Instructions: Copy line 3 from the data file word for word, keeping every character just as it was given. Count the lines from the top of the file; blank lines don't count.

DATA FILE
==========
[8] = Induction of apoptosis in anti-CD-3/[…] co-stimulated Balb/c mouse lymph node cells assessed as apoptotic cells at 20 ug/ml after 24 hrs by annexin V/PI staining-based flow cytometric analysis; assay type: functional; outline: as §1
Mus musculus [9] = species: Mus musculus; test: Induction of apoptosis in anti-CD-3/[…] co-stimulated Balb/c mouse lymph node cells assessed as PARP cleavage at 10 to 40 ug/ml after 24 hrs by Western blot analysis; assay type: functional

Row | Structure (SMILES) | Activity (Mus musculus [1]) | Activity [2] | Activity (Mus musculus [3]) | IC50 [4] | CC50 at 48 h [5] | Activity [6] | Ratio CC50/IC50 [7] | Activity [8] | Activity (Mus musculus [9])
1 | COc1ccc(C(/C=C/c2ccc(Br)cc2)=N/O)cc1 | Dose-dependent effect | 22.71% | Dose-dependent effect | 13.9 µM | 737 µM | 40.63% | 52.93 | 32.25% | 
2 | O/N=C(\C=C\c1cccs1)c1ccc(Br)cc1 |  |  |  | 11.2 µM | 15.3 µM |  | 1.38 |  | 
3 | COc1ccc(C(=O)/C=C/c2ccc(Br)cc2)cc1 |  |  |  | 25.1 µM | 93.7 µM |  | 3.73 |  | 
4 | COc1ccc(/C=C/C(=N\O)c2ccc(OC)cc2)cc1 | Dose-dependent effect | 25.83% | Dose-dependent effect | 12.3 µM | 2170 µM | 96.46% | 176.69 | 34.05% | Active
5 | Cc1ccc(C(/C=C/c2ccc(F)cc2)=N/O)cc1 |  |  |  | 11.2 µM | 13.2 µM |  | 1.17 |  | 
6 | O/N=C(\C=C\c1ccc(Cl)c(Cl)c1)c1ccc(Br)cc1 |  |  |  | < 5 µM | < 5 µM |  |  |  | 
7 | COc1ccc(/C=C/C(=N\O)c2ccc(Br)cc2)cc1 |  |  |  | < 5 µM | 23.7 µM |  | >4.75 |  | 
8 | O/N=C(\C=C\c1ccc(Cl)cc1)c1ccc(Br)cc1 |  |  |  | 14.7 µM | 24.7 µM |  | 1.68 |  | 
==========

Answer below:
Row | Structure (SMILES) | Activity (Mus musculus [1]) | Activity [2] | Activity (Mus musculus [3]) | IC50 [4] | CC50 at 48 h [5] | Activity [6] | Ratio CC50/IC50 [7] | Activity [8] | Activity (Mus musculus [9])